Tiger Woods’s attempted comeback still falls short
After two years filled with scandal and being out with injury or turning in mediocre games, the world’s biggest golf star finishes the Open, his first tournament over the last two months, in the middle of the pack.
For instance, from a difficult spot with a tricky angle, he hit a high and looped the ball, having it land about 50 feet from the cup.
This would have been a great shot for the average player, but for Woods, the shot caused a pained look to cross his face. Fans were just as disappointed, with one daring to call out, “Not like it used to be.”
This is indicative of the strong pressure of expectation on this golf icon, who had hoped to rebound from the two years of poor performance at a tournament that was out of the way in Northern California.
Interviews with Woods indicate that he believed nothing short of dominating the world again would make for a satisfactory comeback. This included winning tournaments as well as fixing up a dirtied image, which would allow him to regain his status of being a celebrity endorser commanding around $110 million per year—at least before corporations started to let him go on the big haul.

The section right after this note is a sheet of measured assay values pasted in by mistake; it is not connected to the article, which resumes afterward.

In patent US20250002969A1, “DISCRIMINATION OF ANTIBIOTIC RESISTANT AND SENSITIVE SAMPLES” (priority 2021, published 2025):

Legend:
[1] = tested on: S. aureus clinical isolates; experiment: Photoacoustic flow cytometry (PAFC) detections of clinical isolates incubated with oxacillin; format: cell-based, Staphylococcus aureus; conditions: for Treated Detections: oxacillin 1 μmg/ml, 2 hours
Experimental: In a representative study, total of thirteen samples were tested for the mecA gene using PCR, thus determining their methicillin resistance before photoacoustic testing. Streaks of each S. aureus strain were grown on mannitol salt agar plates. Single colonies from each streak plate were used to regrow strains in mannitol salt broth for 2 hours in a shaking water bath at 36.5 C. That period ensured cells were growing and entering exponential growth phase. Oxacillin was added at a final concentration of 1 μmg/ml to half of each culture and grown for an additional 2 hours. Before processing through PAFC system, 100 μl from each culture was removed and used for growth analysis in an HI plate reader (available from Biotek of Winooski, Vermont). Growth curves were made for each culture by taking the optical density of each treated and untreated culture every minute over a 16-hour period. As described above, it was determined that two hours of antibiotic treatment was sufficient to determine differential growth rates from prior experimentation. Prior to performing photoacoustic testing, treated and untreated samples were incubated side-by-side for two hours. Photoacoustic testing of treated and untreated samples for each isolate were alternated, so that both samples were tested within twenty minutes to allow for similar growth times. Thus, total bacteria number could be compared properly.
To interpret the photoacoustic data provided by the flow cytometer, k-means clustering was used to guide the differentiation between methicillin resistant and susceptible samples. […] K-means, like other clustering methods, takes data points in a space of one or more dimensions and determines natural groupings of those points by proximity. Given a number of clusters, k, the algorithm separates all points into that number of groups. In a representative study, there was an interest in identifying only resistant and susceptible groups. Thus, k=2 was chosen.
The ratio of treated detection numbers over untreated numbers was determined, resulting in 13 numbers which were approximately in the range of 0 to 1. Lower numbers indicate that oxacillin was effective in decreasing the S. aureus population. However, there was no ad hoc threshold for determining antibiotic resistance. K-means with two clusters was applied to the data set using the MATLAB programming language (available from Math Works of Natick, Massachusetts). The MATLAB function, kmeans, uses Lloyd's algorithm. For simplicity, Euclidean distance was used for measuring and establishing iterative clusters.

Although the Open performance was encouraging in many angles, it showed that Woods’s hopes of comeback would not be a walk in the park.
The field was largely diluted, especially since it was played at a time of the year when majority of the world’s top golfers were resting at home. Still, Woods finished a bit too far behind, which added fuel to talks that he might have been well past his good days.
He responded curtly that it was not the first time people speculated that about him.
Overall, the tournament was full of inconsistencies for the 35-year-old. At some points, he would successfully sink a long putt, resulting in his arms pumping the air. At others, he would be smashing his club to the ground following a tee shot that was sent into high grass.
The former world Number 1 explained how he had been feeling healthy for the first time in a while, and how he was getting comfortable with the swing over a few holes each time. But he said that he just got into these “lulls,” or what he felt were like old, bad habits.
Of course, the tournament was not all that has been going on in Woods’s comeback. Last week, he signed a contract for endorsing Rolex, and sources mention a possible deal under process with retail electronics chain Fry’s, indicating a major improvement from the last couple of years.
Over 2009 and 2010, sponsors in the corporate world left him in the dust in the midst of many tabloid accounts of infidelity, visits to a sex addition clinic, and even the divorce.
His agent Mark Steinberg confirms that business is going well this time around, with their being near the closing of a deal for a Tiger Woods golf bag.